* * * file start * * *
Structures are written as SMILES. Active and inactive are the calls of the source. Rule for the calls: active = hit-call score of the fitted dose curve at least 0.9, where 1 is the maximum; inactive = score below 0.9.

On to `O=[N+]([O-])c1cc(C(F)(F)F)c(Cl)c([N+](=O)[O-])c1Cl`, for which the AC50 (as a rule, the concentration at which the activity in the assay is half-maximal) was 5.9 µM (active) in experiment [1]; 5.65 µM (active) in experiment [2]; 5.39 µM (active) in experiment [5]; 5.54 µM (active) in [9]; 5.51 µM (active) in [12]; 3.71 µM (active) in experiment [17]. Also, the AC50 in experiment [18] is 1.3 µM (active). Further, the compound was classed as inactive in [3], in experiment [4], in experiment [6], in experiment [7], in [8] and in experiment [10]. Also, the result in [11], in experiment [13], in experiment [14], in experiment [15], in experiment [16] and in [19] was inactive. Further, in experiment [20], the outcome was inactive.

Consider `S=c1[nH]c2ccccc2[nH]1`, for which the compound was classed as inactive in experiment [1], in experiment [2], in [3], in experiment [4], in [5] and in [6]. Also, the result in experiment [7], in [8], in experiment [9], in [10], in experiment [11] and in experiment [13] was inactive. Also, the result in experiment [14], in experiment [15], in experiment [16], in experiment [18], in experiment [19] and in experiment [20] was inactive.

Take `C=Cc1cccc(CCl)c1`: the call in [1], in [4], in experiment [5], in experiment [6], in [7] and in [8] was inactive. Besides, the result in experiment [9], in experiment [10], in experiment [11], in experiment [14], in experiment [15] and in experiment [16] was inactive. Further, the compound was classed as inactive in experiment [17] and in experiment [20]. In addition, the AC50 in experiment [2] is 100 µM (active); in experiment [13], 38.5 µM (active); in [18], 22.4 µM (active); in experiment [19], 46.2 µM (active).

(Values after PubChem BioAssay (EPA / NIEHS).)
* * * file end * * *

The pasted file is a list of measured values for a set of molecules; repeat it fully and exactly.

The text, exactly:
Structures are written as SMILES. Active and inactive are the calls of the source. Rule for the calls: active = hit-call score of the fitted dose curve at least 0.9, where 1 is the maximum; inactive = score below 0.9.

On to `O=[N+]([O-])c1cc(C(F)(F)F)c(Cl)c([N+](=O)[O-])c1Cl`, for which the AC50 (as a rule, the concentration at which the activity in the assay is half-maximal) was 5.9 µM (active) in experiment [1]; 5.65 µM (active) in experiment [2]; 5.39 µM (active) in experiment [5]; 5.54 µM (active) in [9]; 5.51 µM (active) in [12]; 3.71 µM (active) in experiment [17]. Also, the AC50 in experiment [18] is 1.3 µM (active). Further, the compound was classed as inactive in [3], in experiment [4], in experiment [6], in experiment [7], in [8] and in experiment [10]. Also, the result in [11], in experiment [13], in experiment [14], in experiment [15], in experiment [16] and in [19] was inactive. Further, in experiment [20], the outcome was inactive.

Consider `S=c1[nH]c2ccccc2[nH]1`, for which the compound was classed as inactive in experiment [1], in experiment [2], in [3], in experiment [4], in [5] and in [6]. Also, the result in experiment [7], in [8], in experiment [9], in [10], in experiment [11] and in experiment [13] was inactive. Also, the result in experiment [14], in experiment [15], in experiment [16], in experiment [18], in experiment [19] and in experiment [20] was inactive.

Take `C=Cc1cccc(CCl)c1`: the call in [1], in [4], in experiment [5], in experiment [6], in [7] and in [8] was inactive. Besides, the result in experiment [9], in experiment [10], in experiment [11], in experiment [14], in experiment [15] and in experiment [16] was inactive. Further, the compound was classed as inactive in experiment [17] and in experiment [20]. In addition, the AC50 in experiment [2] is 100 µM (active); in experiment [13], 38.5 µM (active); in [18], 22.4 µM (active); in experiment [19], 46.2 µM (active).

(Values after PubChem BioAssay (EPA / NIEHS).)